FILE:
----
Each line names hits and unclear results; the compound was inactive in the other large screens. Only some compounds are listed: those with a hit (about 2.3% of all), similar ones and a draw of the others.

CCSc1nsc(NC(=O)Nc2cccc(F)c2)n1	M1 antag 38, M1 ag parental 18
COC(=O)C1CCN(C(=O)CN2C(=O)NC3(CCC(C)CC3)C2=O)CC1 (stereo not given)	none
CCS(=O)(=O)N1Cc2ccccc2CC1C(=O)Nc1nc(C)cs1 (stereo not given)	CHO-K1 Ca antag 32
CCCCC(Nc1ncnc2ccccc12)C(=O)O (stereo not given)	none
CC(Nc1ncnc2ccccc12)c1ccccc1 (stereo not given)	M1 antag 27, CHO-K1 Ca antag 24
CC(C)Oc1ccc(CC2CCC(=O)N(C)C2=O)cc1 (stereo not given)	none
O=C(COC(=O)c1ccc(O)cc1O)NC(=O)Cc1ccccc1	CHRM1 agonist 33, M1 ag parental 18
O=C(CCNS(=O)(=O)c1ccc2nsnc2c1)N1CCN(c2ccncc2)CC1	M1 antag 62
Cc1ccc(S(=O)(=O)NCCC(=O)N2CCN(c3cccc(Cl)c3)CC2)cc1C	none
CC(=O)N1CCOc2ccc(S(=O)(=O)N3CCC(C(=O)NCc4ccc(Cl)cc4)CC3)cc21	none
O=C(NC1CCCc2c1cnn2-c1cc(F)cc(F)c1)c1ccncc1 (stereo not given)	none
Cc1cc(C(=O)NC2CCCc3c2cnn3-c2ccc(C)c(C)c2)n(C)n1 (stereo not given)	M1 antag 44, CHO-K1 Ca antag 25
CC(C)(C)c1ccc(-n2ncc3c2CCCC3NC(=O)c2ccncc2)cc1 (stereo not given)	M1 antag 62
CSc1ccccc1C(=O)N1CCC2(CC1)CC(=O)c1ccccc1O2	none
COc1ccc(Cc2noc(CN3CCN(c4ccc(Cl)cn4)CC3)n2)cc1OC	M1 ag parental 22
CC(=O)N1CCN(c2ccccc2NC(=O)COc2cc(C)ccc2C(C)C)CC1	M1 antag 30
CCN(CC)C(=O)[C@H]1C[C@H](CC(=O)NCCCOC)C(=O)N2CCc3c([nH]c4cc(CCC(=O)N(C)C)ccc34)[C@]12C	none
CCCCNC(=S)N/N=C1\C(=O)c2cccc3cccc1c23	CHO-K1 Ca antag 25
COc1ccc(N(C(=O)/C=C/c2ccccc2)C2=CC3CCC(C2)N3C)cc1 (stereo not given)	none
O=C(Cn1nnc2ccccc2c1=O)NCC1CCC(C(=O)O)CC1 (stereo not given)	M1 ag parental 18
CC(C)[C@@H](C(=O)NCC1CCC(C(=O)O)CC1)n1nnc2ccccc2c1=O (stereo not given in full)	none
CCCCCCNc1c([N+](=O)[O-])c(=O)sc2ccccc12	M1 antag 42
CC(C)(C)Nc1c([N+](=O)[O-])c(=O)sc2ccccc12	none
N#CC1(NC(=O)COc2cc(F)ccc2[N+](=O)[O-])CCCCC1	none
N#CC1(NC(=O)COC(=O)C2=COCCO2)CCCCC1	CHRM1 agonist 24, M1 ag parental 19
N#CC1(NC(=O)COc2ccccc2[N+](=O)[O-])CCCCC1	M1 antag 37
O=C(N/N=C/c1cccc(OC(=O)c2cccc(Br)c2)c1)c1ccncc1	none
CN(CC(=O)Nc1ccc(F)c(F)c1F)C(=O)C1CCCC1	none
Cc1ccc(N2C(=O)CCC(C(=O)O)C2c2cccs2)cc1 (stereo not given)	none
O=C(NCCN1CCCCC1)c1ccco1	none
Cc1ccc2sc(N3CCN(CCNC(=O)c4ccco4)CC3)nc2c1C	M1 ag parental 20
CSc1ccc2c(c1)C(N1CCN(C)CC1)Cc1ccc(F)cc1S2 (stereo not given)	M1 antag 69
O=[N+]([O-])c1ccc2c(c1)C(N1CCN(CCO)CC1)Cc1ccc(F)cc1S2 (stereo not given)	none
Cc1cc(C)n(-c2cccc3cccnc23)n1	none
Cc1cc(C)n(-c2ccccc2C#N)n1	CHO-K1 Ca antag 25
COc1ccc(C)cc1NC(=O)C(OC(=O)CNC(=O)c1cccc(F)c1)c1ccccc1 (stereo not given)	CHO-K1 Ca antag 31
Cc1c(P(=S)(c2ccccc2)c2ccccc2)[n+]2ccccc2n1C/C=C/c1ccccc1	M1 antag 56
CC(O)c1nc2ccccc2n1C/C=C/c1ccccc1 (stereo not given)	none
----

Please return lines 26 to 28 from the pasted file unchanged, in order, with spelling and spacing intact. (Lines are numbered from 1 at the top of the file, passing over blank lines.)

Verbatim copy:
N#CC1(NC(=O)COC(=O)C2=COCCO2)CCCCC1	CHRM1 agonist 24, M1 ag parental 19
N#CC1(NC(=O)COc2ccccc2[N+](=O)[O-])CCCCC1	M1 antag 37
O=C(N/N=C/c1cccc(OC(=O)c2cccc(Br)c2)c1)c1ccncc1	none